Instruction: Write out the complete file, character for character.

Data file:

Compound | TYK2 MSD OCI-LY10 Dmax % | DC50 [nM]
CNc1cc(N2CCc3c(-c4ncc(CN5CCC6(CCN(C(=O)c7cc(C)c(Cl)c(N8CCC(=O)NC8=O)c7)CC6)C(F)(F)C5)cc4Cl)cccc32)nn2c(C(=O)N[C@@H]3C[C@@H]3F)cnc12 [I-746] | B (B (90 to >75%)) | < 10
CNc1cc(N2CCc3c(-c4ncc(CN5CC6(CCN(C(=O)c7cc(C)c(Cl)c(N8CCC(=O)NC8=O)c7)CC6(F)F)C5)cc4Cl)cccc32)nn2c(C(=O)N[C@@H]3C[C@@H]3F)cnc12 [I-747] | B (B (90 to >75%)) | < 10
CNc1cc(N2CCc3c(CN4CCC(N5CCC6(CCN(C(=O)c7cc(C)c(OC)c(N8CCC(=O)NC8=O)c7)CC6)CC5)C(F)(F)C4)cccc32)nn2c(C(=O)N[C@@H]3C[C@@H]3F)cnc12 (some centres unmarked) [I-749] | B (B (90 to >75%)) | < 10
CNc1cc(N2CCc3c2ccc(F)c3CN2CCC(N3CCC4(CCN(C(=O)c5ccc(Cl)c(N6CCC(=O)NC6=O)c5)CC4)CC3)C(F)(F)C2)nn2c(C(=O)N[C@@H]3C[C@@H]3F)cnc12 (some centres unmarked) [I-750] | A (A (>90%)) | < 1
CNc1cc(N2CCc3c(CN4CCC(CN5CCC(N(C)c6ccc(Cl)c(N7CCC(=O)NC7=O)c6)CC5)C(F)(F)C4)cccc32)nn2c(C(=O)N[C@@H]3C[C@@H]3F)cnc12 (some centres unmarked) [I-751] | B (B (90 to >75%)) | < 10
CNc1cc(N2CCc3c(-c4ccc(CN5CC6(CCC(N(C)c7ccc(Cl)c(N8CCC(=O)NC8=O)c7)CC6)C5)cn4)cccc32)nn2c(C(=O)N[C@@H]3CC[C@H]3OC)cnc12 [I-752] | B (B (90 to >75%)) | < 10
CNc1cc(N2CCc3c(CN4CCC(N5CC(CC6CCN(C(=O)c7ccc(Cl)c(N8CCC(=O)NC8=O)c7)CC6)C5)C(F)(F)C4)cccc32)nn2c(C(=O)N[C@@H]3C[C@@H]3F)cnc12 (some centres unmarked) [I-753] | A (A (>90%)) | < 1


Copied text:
Compound | TYK2 MSD OCI-LY10 Dmax % | DC50 [nM]
CNc1cc(N2CCc3c(-c4ncc(CN5CCC6(CCN(C(=O)c7cc(C)c(Cl)c(N8CCC(=O)NC8=O)c7)CC6)C(F)(F)C5)cc4Cl)cccc32)nn2c(C(=O)N[C@@H]3C[C@@H]3F)cnc12 [I-746] | B (B (90 to >75%)) | < 10
CNc1cc(N2CCc3c(-c4ncc(CN5CC6(CCN(C(=O)c7cc(C)c(Cl)c(N8CCC(=O)NC8=O)c7)CC6(F)F)C5)cc4Cl)cccc32)nn2c(C(=O)N[C@@H]3C[C@@H]3F)cnc12 [I-747] | B (B (90 to >75%)) | < 10
CNc1cc(N2CCc3c(CN4CCC(N5CCC6(CCN(C(=O)c7cc(C)c(OC)c(N8CCC(=O)NC8=O)c7)CC6)CC5)C(F)(F)C4)cccc32)nn2c(C(=O)N[C@@H]3C[C@@H]3F)cnc12 (some centres unmarked) [I-749] | B (B (90 to >75%)) | < 10
CNc1cc(N2CCc3c2ccc(F)c3CN2CCC(N3CCC4(CCN(C(=O)c5ccc(Cl)c(N6CCC(=O)NC6=O)c5)CC4)CC3)C(F)(F)C2)nn2c(C(=O)N[C@@H]3C[C@@H]3F)cnc12 (some centres unmarked) [I-750] | A (A (>90%)) | < 1
CNc1cc(N2CCc3c(CN4CCC(CN5CCC(N(C)c6ccc(Cl)c(N7CCC(=O)NC7=O)c6)CC5)C(F)(F)C4)cccc32)nn2c(C(=O)N[C@@H]3C[C@@H]3F)cnc12 (some centres unmarked) [I-751] | B (B (90 to >75%)) | < 10
CNc1cc(N2CCc3c(-c4ccc(CN5CC6(CCC(N(C)c7ccc(Cl)c(N8CCC(=O)NC8=O)c7)CC6)C5)cn4)cccc32)nn2c(C(=O)N[C@@H]3CC[C@H]3OC)cnc12 [I-752] | B (B (90 to >75%)) | < 10
CNc1cc(N2CCc3c(CN4CCC(N5CC(CC6CCN(C(=O)c7ccc(Cl)c(N8CCC(=O)NC8=O)c7)CC6)C5)C(F)(F)C4)cccc32)nn2c(C(=O)N[C@@H]3C[C@@H]3F)cnc12 (some centres unmarked) [I-753] | A (A (>90%)) | < 1